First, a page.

The system of the invention is shown in `block form in FIG. 2. It includes a number of peripheral devices rlegended peripheral device l through peripheral device n. In ta practical system, n may be some number between l() and 8O or so. However, the numbers l0 and are not to be taken as limiting. Each peripheral device has associated with it a buffer individual to that device. Butfers `are legended with numerals corresponding to their associated peripheral device in FIG. 2. Depending upon the nature ori the peripheral device, the buffer may be an input buffer only, or may be an output buffer only, or :may be an input-output buffe-r. As employed here, the term output buffer is defined as a 'buffer which is capable of receiving information fro mthe data processing machine. Similarly. the term input buffer is defined as a buffer which `is capable of transmitting information from a peripheral device to the data processing machine. The block 10 located between the various buffers and the data processing machine 12 is the control unit for the transfer of information in either direction between the buffers and the data processing machine. This is the unit with which we are here mainly ooncerned and it will be discussed in greater detail below.
In the operation of the system of FIG. 2, a scanner located in the control unit interrogates the buffers in sequence. During this interrogation, the data processing machine 12 may be performing the various operations called for by a separate program `unrelated to the scanning of the buffers. These various operations (those being performed in the data processing machine itself) require, for each access to the memory, 7 microseconds.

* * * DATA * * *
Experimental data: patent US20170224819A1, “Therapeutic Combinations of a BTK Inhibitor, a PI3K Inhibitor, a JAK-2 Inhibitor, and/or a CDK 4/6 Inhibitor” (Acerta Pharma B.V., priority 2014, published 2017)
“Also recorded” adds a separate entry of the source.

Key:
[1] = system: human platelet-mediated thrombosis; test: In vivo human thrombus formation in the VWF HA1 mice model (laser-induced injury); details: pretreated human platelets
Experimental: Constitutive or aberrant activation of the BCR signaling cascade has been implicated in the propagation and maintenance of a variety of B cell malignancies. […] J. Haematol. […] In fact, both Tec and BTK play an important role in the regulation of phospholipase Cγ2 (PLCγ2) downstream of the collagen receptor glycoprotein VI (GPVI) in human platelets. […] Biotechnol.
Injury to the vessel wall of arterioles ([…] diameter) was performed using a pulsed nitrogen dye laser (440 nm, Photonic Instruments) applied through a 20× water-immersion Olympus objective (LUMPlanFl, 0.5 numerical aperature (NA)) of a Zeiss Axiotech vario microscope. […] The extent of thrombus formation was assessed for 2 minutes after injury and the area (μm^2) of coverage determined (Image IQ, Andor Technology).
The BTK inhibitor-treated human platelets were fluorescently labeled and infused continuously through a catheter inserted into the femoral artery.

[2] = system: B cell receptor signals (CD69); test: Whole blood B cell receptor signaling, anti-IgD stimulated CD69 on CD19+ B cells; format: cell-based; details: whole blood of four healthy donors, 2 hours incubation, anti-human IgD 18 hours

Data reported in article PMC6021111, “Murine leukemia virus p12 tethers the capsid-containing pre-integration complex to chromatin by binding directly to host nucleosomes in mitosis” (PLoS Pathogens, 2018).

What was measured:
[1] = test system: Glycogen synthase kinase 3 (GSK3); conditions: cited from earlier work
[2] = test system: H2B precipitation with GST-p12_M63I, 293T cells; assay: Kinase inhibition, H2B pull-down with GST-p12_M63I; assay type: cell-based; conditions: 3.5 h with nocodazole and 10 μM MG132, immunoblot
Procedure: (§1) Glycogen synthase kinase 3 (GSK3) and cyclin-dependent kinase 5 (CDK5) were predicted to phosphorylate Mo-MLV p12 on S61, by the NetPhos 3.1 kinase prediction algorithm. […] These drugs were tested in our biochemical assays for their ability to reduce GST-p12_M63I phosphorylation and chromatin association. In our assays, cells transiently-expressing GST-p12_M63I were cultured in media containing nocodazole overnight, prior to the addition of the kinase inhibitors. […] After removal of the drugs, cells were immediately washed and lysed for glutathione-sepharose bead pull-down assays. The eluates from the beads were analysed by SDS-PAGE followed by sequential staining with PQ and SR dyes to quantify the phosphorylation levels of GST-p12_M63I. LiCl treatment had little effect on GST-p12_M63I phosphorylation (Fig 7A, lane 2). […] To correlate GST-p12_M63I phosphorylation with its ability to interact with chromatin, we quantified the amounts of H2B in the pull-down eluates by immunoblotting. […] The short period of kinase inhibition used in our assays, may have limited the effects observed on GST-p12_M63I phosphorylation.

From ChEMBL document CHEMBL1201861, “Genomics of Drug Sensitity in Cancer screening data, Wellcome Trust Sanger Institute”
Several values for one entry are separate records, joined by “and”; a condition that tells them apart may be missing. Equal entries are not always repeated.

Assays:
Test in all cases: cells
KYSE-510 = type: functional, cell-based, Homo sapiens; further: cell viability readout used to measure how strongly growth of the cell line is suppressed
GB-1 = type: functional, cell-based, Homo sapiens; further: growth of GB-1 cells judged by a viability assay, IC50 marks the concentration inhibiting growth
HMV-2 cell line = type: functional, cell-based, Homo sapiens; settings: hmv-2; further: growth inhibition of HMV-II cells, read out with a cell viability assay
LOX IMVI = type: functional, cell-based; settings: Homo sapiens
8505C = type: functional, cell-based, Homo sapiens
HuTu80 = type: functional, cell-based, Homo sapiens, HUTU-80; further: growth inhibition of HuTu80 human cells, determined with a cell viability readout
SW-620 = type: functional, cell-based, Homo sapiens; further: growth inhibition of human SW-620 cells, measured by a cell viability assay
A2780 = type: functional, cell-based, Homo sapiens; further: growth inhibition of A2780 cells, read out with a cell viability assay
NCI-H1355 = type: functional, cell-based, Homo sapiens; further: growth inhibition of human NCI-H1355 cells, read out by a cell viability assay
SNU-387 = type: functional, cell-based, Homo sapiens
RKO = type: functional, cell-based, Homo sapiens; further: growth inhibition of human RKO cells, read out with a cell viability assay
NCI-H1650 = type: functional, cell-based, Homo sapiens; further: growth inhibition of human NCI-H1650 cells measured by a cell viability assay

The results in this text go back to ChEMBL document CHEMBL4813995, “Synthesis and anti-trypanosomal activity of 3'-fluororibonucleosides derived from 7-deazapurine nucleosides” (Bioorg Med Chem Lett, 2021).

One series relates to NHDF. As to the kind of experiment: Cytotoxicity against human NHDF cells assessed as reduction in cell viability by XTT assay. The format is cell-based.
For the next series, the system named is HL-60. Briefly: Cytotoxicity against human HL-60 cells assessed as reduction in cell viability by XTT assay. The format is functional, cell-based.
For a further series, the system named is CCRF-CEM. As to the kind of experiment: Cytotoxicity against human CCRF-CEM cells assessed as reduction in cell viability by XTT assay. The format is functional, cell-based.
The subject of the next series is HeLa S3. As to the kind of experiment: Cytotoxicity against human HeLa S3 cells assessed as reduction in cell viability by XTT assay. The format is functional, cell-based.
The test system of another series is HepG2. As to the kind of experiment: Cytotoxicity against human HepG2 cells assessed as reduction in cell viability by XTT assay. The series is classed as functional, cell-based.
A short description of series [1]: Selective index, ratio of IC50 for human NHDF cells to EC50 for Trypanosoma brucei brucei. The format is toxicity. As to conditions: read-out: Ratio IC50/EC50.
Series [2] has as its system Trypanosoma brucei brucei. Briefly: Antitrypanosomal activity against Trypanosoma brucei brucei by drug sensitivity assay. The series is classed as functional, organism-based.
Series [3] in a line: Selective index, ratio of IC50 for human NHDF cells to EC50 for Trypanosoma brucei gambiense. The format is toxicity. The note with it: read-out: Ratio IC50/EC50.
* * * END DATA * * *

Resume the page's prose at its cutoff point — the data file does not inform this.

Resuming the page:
The control unit 10 of FIG. 2 can also interrupt a running program for the purpose of communicating with (sending characters to or removing characters from) sub-areas in the memory 17a of the data processing machine, `by sending appropriate signals to the data processing machine. The data processing machine control system 12b, upon receipt of such interrupt request signails from the control unit 10, temporarily interrupts its own accessing of the memory and allows the control unit 10 to have an access to memory instead. This does not disrupt the program which is then being run in the data processing machine but merely halts it for a short time. When the interrupt interval is over, the data processing machine control system 12b resumes its normal operation, interacting with the memory 'to continue the running of the program which was temporarily interrupted, until the next interrupt request occurs.
In the present system, the roperations called for by the program may be interrupted, at most, for one memory cycle (one memory access interval) each x memory cycles. The value chosen for x in a practical installation depends upon the number of peripheral devices, their speed, the amount of trac generated by the peripheral devices compared to the amount of data processing required by other programs, and other factors. In a practical system, x may be some number from say 4 to 24. For purposes of the present discuss-ion, it is assumed that x is 4, that is, the control unit 10i may request a maximum of one lc-yole in each 4 memory cycles for communication with the peripheral devices.